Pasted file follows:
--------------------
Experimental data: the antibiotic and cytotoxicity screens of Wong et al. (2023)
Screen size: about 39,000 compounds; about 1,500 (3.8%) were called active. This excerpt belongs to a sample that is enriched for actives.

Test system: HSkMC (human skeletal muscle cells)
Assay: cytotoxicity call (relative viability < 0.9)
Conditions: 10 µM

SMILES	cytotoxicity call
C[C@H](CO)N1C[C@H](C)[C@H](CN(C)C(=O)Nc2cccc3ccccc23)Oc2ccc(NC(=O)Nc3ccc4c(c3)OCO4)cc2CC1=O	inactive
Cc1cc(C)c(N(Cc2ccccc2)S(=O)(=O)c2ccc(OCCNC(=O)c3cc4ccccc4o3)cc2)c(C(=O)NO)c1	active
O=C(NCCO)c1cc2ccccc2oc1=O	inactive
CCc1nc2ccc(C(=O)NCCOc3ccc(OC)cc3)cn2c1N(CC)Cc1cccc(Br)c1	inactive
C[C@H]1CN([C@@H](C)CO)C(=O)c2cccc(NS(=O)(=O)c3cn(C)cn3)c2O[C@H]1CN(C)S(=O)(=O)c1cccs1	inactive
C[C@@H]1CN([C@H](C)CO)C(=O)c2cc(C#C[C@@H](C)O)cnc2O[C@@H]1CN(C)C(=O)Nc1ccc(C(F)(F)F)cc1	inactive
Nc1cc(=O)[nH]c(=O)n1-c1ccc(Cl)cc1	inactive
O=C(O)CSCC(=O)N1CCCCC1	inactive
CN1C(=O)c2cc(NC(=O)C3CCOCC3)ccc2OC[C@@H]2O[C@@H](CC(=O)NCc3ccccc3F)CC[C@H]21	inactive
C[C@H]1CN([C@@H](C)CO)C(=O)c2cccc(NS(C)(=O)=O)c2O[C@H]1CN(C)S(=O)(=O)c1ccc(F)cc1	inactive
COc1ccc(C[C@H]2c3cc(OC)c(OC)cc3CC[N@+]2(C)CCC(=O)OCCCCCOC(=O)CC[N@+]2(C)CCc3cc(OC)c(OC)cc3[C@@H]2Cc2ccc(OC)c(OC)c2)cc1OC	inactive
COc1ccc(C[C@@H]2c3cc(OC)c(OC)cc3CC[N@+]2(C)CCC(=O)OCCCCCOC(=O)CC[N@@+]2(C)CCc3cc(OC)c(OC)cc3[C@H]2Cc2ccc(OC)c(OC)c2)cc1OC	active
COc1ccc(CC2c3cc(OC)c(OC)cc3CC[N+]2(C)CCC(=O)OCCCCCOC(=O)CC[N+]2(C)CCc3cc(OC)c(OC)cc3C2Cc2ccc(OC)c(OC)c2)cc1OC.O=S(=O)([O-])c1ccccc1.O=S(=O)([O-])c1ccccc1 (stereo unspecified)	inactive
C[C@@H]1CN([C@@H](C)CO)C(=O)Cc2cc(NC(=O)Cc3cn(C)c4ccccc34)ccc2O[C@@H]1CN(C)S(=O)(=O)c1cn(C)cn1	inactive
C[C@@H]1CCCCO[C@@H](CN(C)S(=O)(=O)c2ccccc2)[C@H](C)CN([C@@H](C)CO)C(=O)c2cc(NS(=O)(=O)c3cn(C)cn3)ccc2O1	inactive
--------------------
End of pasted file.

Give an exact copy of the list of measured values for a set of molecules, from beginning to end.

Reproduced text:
Experimental data: the antibiotic and cytotoxicity screens of Wong et al. (2023)
Screen size: about 39,000 compounds; about 1,500 (3.8%) were called active. This excerpt belongs to a sample that is enriched for actives.

Test system: HSkMC (human skeletal muscle cells)
Assay: cytotoxicity call (relative viability < 0.9)
Conditions: 10 µM

SMILES	cytotoxicity call
C[C@H](CO)N1C[C@H](C)[C@H](CN(C)C(=O)Nc2cccc3ccccc23)Oc2ccc(NC(=O)Nc3ccc4c(c3)OCO4)cc2CC1=O	inactive
Cc1cc(C)c(N(Cc2ccccc2)S(=O)(=O)c2ccc(OCCNC(=O)c3cc4ccccc4o3)cc2)c(C(=O)NO)c1	active
O=C(NCCO)c1cc2ccccc2oc1=O	inactive
CCc1nc2ccc(C(=O)NCCOc3ccc(OC)cc3)cn2c1N(CC)Cc1cccc(Br)c1	inactive
C[C@H]1CN([C@@H](C)CO)C(=O)c2cccc(NS(=O)(=O)c3cn(C)cn3)c2O[C@H]1CN(C)S(=O)(=O)c1cccs1	inactive
C[C@@H]1CN([C@H](C)CO)C(=O)c2cc(C#C[C@@H](C)O)cnc2O[C@@H]1CN(C)C(=O)Nc1ccc(C(F)(F)F)cc1	inactive
Nc1cc(=O)[nH]c(=O)n1-c1ccc(Cl)cc1	inactive
O=C(O)CSCC(=O)N1CCCCC1	inactive
CN1C(=O)c2cc(NC(=O)C3CCOCC3)ccc2OC[C@@H]2O[C@@H](CC(=O)NCc3ccccc3F)CC[C@H]21	inactive
C[C@H]1CN([C@@H](C)CO)C(=O)c2cccc(NS(C)(=O)=O)c2O[C@H]1CN(C)S(=O)(=O)c1ccc(F)cc1	inactive
COc1ccc(C[C@H]2c3cc(OC)c(OC)cc3CC[N@+]2(C)CCC(=O)OCCCCCOC(=O)CC[N@+]2(C)CCc3cc(OC)c(OC)cc3[C@@H]2Cc2ccc(OC)c(OC)c2)cc1OC	inactive
COc1ccc(C[C@@H]2c3cc(OC)c(OC)cc3CC[N@+]2(C)CCC(=O)OCCCCCOC(=O)CC[N@@+]2(C)CCc3cc(OC)c(OC)cc3[C@H]2Cc2ccc(OC)c(OC)c2)cc1OC	active
COc1ccc(CC2c3cc(OC)c(OC)cc3CC[N+]2(C)CCC(=O)OCCCCCOC(=O)CC[N+]2(C)CCc3cc(OC)c(OC)cc3C2Cc2ccc(OC)c(OC)c2)cc1OC.O=S(=O)([O-])c1ccccc1.O=S(=O)([O-])c1ccccc1 (stereo unspecified)	inactive
C[C@@H]1CN([C@@H](C)CO)C(=O)Cc2cc(NC(=O)Cc3cn(C)c4ccccc34)ccc2O[C@@H]1CN(C)S(=O)(=O)c1cn(C)cn1	inactive
C[C@@H]1CCCCO[C@@H](CN(C)S(=O)(=O)c2ccccc2)[C@H](C)CN([C@@H](C)CO)C(=O)c2cc(NS(=O)(=O)c3cn(C)cn3)ccc2O1	inactive